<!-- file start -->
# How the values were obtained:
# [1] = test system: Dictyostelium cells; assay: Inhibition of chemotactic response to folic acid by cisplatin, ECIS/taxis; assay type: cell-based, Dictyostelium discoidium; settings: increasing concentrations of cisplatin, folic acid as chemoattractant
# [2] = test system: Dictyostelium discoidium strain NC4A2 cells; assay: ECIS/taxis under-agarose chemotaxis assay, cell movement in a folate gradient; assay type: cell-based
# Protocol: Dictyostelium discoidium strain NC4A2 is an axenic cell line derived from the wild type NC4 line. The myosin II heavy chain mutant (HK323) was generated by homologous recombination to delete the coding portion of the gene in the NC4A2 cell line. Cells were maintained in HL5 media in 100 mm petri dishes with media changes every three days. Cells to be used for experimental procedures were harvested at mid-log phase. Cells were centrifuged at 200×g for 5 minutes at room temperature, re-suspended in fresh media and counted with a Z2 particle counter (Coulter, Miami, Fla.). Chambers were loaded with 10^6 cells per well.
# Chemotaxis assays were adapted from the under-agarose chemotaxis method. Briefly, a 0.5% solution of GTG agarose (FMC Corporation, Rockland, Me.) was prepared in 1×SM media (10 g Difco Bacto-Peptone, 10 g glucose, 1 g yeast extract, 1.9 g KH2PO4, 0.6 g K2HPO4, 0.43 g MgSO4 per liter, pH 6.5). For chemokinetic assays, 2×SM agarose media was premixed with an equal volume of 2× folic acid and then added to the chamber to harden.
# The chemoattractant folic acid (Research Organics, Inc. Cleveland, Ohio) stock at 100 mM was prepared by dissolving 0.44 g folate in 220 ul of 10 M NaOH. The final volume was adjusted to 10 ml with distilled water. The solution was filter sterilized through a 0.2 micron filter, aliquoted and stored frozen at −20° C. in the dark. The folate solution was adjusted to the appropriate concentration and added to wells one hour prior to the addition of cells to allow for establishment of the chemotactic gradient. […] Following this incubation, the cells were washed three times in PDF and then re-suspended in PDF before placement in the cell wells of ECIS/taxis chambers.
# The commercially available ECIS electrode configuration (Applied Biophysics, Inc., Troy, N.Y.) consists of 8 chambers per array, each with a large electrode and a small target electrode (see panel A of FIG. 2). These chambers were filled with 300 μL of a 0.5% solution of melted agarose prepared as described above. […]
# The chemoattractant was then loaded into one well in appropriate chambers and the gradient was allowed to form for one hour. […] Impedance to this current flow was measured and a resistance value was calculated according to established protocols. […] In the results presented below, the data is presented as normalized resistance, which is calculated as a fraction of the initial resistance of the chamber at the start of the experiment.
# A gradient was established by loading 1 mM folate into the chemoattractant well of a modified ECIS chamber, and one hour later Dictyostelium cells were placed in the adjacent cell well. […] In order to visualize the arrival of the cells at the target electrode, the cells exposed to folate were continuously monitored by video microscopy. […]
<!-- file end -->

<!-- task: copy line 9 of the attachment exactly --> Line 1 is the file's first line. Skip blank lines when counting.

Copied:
# A gradient was established by loading 1 mM folate into the chemoattractant well of a modified ECIS chamber, and one hour later Dictyostelium cells were placed in the adjacent cell well. […] In order to visualize the arrival of the cells at the target electrode, the cells exposed to folate were continuously monitored by video microscopy. […]